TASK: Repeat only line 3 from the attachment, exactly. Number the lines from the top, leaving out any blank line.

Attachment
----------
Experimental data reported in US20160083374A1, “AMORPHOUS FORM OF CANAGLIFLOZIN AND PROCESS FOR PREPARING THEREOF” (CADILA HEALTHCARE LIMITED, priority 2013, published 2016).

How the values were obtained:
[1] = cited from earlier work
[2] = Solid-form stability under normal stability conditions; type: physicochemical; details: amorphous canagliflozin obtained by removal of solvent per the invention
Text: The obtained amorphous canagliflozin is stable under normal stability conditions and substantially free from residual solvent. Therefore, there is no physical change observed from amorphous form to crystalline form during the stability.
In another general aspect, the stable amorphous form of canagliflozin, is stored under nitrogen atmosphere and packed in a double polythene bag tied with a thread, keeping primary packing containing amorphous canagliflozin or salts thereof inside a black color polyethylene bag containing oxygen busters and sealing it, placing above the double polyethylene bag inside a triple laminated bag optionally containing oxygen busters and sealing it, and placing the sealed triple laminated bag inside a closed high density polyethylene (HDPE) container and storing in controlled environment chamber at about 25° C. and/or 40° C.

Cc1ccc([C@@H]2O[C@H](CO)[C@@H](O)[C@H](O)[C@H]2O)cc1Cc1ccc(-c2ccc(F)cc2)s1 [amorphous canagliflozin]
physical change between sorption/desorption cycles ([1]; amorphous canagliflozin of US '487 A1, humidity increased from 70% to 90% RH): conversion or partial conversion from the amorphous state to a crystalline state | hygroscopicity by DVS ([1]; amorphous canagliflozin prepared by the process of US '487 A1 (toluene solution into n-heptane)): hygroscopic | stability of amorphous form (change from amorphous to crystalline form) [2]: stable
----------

[1] = cited from earlier work